Paleo VS Whole30: What’s the Difference?
There’s so much chatter about different diets that it gets hard to tell one from another. Ultimately, for any diet to work, it has to become a lifestyle choice and not something that is so hard to maintain that you won’t keep it going for more than a month! For those of you who were wondering, where’s the difference between Paleo VS Whole30, I got you covered.
Two of the more popular diets that focus on healthy lifestyle out there are the Paleo and the Whole30 diets. In many ways, they are very similar. They both focus on clean eating and avoiding foods that are processed and in changing your mindset around food, but there are some key differences between them that might matter to you!
Paleo VS Whole30
Let’s start with some definitions:
What is a Paleo diet?
The Paleo—or Paleolithic—diet has one basic premise: eat like a caveman. In other words, eat food as if food manufacturing never existed. The foods you eat should be as natural as if you foraged them yourself, where possible. The point is to be aware of what nutrients you’re consuming and how they affect your body, so that you can make good choices.
Here’s a sample (not exhaustive!) of things you can and can’t eat on the Paleo diet:
What can you eat on Paleo:
- Nuts & seeds
What can’t you eat on Paleo:
- Refined Sugar
In my “version” of paleo I eat beans. It’s my cheat okay? With that in mind…
- The Paleo Cookbook
- Paleo For Beginners
- Practical Paleo – I recommend this, there are menu plans included.
What is a Whole30 diet?
The Whole30 diet is similar to Paleo but more rigorous and is seen sometimes as a cleanse or a nutritional reset, rather than a lifestyle change that can be maintained over the long haul. To clarify the difference between the two diets, any Whole30 recipe that you find will be Paleo, but the reverse is not true.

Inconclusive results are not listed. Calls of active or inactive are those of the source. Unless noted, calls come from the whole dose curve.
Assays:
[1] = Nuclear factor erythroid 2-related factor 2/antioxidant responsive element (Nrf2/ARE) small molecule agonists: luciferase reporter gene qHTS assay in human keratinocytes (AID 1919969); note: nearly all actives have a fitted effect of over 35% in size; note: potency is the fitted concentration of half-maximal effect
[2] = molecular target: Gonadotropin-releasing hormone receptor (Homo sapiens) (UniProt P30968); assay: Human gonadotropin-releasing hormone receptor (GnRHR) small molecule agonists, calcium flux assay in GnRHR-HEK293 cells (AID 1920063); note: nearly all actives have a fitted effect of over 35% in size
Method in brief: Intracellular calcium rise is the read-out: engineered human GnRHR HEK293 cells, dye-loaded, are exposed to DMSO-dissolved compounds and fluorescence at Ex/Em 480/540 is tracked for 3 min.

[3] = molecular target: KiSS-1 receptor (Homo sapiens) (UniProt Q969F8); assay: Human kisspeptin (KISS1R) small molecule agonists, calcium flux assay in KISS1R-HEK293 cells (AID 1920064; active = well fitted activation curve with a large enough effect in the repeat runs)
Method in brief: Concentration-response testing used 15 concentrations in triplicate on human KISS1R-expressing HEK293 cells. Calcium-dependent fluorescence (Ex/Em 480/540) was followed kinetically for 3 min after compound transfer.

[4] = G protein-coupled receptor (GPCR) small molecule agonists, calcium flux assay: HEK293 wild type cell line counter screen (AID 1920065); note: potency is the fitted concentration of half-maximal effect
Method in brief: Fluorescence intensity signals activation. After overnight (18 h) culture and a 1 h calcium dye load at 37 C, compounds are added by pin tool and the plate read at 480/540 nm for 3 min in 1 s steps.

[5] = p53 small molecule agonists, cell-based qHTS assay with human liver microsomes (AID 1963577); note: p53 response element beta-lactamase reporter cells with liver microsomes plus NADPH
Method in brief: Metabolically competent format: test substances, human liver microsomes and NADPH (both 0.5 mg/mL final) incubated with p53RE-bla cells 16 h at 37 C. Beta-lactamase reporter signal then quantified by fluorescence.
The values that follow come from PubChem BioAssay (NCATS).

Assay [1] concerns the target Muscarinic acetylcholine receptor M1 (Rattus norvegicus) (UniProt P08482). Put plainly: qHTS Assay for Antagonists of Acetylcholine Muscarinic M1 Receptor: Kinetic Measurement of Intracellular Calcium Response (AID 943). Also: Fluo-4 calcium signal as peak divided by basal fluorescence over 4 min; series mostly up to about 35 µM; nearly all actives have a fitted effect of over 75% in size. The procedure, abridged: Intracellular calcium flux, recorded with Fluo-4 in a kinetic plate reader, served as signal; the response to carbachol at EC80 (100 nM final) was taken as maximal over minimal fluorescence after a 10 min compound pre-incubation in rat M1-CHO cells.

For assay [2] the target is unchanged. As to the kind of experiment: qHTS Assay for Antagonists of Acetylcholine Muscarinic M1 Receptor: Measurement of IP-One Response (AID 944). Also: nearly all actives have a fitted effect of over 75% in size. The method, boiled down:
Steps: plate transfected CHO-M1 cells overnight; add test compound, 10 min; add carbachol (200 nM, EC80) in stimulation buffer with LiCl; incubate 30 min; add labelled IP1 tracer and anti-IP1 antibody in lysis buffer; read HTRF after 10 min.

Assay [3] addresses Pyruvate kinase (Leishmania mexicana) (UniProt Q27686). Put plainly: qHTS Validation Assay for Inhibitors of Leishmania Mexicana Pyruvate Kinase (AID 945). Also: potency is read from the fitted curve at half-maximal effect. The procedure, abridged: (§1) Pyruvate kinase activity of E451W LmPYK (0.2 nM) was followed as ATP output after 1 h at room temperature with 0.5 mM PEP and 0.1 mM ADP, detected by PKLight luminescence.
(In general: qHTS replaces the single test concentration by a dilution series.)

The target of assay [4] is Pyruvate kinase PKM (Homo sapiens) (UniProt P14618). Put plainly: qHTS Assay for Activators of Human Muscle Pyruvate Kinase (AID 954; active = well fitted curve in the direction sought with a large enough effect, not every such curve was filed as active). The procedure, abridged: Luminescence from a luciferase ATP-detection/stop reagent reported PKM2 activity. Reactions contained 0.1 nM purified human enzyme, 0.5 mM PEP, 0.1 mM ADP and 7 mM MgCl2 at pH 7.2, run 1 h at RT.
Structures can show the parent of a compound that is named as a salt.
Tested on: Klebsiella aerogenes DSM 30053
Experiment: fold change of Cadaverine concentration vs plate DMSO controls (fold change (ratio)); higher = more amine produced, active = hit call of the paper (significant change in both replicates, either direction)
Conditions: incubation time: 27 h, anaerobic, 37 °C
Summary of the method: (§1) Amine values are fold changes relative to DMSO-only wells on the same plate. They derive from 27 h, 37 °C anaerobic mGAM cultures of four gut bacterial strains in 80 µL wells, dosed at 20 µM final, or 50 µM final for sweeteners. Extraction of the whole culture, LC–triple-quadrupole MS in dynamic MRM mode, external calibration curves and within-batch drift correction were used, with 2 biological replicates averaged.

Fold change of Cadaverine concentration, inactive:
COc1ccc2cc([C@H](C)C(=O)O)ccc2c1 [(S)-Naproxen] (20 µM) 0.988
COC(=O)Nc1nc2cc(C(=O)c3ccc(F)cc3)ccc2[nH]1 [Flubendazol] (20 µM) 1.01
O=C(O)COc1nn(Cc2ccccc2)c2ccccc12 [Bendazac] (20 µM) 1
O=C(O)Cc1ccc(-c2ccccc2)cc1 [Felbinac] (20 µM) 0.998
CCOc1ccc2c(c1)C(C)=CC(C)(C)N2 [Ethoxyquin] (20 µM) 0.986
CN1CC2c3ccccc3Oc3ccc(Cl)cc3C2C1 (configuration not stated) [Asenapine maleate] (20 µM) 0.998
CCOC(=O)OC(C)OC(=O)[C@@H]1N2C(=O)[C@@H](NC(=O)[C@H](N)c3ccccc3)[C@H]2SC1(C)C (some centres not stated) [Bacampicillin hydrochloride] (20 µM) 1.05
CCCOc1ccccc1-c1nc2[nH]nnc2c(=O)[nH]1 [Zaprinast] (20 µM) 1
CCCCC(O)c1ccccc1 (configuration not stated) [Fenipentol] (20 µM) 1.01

Whole30 is so named because it is a plan designed for 30 days of eating whole, natural foods. It goes beyond the notion of healthy, wholesome eating and is intended to break our habits of eating certain foods and indulging in certain cravings. It’s a whole reconditioning of your thinking around food so that you learn to eat for the purposes of energy and nutrition, but not necessarily for enjoyment. I really like the mindset of Whole30 and it has, personally, helped me with my emotional eating.
Here’s a sample (not exhaustive!) of things you can and can’t eat on the Whole30 diet:
What can you eat on Whole30:
- Some fruit
- Fats from nuts & seeds, as well as clarified butter.
What can’t you eat on Whole30:
- Sugar of any kind, refined or not (this includes coconut sugar, maple syrup, and honey).
- The Whole30 Cookbook – written by Melissa Hartwig, founder of Whole30. My friend has this and swears by it.
Important differences between Paleo and Whole30 diets
While on a Paleo diet, you can indulge occasionally in things that aren’t normally allowed. You’re going to a party and someone has made an epic looking dessert, you won’t be breaking the Paleo rules by having a little nibble. And if you’re partial to a glass of wine, go ahead. On Whole30? You can’t do it: not the nibble, not the wine.
A ‘reset’ only works if you’re strict about it, which is why it’s designed to be a 30 day plan and not necessarily a forever plan. Many people will start on the Whole30 to cleanse their bodies of toxins and cravings, to break our mindsets away from the need for ‘fun food’. Those same people might then continue after the thirty days with the Paleo diet, to maintain good habits without necessarily being too extreme.
A lot of people find the lack of sugar of any kind on the Whole30 diet to be difficult. While the Paleo diet will allow unrefined sugars (Stevia, honey), the Whole30 diet allows none except for natural fruit juice, as a sweetener.
Clean eating has tremendous benefits to it, but it only works if you can sustain it over the long term (with the occasional cheat because you only live once!) To that end, the Paleo diet is probably more sustainable over the long term but the Whole30 might just give you that kick start to get you on the right track that makes it all possible. Either way, better sleep, better health, clean and clear skin and an overall feeling of wellbeing sounds good to me.
My personal diet? I eat what lifestyle I can sustain long term. The majority of my diet I would classify as paleo but you know what? I have cupcakes when I really want one, corn in my salads, and black beans in my chili. It’s about what works for you.
Do you follow either the Paleo vs Whole30 diets? What do you find good or bad about either?
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